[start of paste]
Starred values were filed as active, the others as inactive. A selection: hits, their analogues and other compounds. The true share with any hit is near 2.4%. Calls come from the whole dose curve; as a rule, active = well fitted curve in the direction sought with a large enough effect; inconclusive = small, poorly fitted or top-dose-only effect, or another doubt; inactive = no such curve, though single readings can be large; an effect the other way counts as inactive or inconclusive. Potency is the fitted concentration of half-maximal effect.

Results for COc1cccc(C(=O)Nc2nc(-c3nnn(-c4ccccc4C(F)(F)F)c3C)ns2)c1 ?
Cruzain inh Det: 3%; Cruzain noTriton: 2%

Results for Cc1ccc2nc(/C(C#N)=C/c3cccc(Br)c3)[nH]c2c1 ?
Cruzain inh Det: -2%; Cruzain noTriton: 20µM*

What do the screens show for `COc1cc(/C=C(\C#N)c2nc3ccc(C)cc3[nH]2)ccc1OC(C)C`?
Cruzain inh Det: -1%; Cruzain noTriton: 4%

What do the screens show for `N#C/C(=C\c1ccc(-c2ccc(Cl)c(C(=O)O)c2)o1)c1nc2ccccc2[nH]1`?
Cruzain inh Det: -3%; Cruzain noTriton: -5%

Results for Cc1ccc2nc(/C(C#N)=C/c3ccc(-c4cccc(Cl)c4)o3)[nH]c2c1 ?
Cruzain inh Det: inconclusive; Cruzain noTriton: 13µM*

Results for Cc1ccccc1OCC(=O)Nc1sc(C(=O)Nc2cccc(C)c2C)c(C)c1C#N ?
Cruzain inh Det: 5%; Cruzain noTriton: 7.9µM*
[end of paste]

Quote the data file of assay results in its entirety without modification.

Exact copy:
Starred values were filed as active, the others as inactive. A selection: hits, their analogues and other compounds. The true share with any hit is near 2.4%. Calls come from the whole dose curve; as a rule, active = well fitted curve in the direction sought with a large enough effect; inconclusive = small, poorly fitted or top-dose-only effect, or another doubt; inactive = no such curve, though single readings can be large; an effect the other way counts as inactive or inconclusive. Potency is the fitted concentration of half-maximal effect.

Results for COc1cccc(C(=O)Nc2nc(-c3nnn(-c4ccccc4C(F)(F)F)c3C)ns2)c1 ?
Cruzain inh Det: 3%; Cruzain noTriton: 2%

Results for Cc1ccc2nc(/C(C#N)=C/c3cccc(Br)c3)[nH]c2c1 ?
Cruzain inh Det: -2%; Cruzain noTriton: 20µM*

What do the screens show for `COc1cc(/C=C(\C#N)c2nc3ccc(C)cc3[nH]2)ccc1OC(C)C`?
Cruzain inh Det: -1%; Cruzain noTriton: 4%

What do the screens show for `N#C/C(=C\c1ccc(-c2ccc(Cl)c(C(=O)O)c2)o1)c1nc2ccccc2[nH]1`?
Cruzain inh Det: -3%; Cruzain noTriton: -5%

Results for Cc1ccc2nc(/C(C#N)=C/c3ccc(-c4cccc(Cl)c4)o3)[nH]c2c1 ?
Cruzain inh Det: inconclusive; Cruzain noTriton: 13µM*

Results for Cc1ccccc1OCC(=O)Nc1sc(C(=O)Nc2cccc(C)c2C)c(C)c1C#N ?
Cruzain inh Det: 5%; Cruzain noTriton: 7.9µM*